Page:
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Medical Marketing – Creating a Great Medical Blog

medical blog

Are you a genius with a stethoscope but suffer from aphasia when it comes to writing a medical blog? You are not alone. Most medical professionals spend their time practicing medicine, not writing about it. Besides, medical marketing is not as easy as it looks – there is a fine line between seeming catatonic and sounding as if you are peddling Dr. Wilson’s Memory Elixir at the traveling medicine show. Fortunately, you can learn how to write a great medical blog that is both informative and engaging.

You know you need a medical blog for your practice’s website – all the doctors are doing it. Content marketing is one of the most important things you can do for your business, even if that business is providing healthcare. Almost every industry has embraced content marketing to boost brand image, manage reputation, educate consumers, and increase sales. Now an increasing number of doctors, dentists, surgeons and other practitioners utilize medical content marketing to reach out to new patients and develop stronger relationships with existing patients, and you can too.

Develop a List of Keywords

As you may know, internet users type keywords into Google and other search engines to find websites that interest them. You can integrate keywords into your blog to make your website appear in search engine results.

Develop a list of go-to keywords for your practice. Do not get bogged down in keyword analytics unless you already have an SEO guy with nothing better to do. The most important keywords are:

  • The name of your practice
  • Your name
  • City and state
  • Your area of practice
  • Your services

Grab a handful more keywords from WordStream’s Free Keyword Tool.

Use a couple of relevant keywords two to three times in each blog and always in a natural way. It is better to leave out keywords than to stuff them in.

Pick a Topic

Choose a relevant topic that you feel passionately about. Share your feelings or expertise about the Mayo Clinic breakthrough where a massive dose of the measles vaccine caused remission of a woman’s cancer, for example, or discuss the benefits of hand washing during cold and flu season.

When you have trouble coming up with an interesting topic, start by reviewing your keyword list. Consider writing a topic around a keyword that you have not yet covered in your blog. Search the medical news websites including Science Daily and Medical News Today. Borrow ideas from your favorite trade magazine or discussions with peer and patients.

Watch Your Language

Match the words you use to your intended audience. Use medical jargon when writing for medical professionals and everyday words when blogging for patients. QID is fine when discussing medication schedules with physicians, for example, but say “four times a day” in all other blogs.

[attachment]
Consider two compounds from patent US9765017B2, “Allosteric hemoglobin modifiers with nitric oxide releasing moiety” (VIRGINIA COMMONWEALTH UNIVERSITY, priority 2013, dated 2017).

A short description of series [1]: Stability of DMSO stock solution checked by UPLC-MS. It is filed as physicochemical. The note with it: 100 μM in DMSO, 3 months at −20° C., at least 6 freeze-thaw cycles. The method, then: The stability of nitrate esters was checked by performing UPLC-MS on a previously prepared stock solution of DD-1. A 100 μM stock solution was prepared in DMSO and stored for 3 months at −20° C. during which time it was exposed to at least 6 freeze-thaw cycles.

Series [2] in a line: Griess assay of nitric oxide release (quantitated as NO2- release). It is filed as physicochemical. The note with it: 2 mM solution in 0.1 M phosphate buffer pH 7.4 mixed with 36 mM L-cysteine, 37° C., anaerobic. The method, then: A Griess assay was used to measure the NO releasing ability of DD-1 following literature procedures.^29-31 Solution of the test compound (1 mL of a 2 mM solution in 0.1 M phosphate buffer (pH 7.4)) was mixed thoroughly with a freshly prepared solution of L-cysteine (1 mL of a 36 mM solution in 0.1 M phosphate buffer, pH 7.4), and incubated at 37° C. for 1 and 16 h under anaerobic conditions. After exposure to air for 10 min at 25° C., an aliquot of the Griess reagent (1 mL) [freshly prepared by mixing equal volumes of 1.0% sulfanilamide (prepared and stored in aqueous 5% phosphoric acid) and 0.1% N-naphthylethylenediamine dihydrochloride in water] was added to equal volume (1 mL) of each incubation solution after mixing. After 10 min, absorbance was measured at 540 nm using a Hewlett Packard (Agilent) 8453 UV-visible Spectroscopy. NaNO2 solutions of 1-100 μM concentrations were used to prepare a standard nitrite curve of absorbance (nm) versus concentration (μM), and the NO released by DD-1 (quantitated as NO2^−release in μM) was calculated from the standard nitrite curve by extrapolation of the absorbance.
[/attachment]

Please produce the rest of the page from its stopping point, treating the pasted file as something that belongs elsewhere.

Choosing a narrative mode is as important as picking a topic – maybe even more so. Think of your narrative mode as your bedside manner.

Here is a quick review of narrative mode, straight from your high school English class:

  • First person singular: “I can treat your illness,” “We specialize in minimally invasive techniques,” and “My experience and training in orthopedic surgery”
  • Second person: “You might experience a headache” and “Take your child to the hospital”
  • Third person: “He complained of abdominal pain,” “Female patients lose more weight,” and “the doctor performed CPR and saved the patient’s life.”

First and second person narratives should be your first course in blog treatment as they allow you to connect to your readers on a personal level. They have a warm, personable tone that convey compassion and empathy but may sound overly friendly in some circumstances.

Third person narrative sounds professional but has a distinct flat affect that could cause drowsiness in some patients. Reserve your third person narratives for physicians and other medical professionals who have developed tolerance to such publications.

Perhaps the best way to create a great medical blog is to contract the help of professional medical writing services. Medical ghost writers usually have some degree of clinical experience and they already know about keywords, SEOs and narratives.

Creating a great medical blog is easier than you think. With a little practice, writing a blog will come as naturally as writing out a prescription. You don’t even need a stethoscope.

Lynn H is a medical writer and content marketing specialist. She works with B2B and B2C organizations to promote brand awareness and increase sales.

Guest Author

By WriterAccess

Freelancer Lynn H

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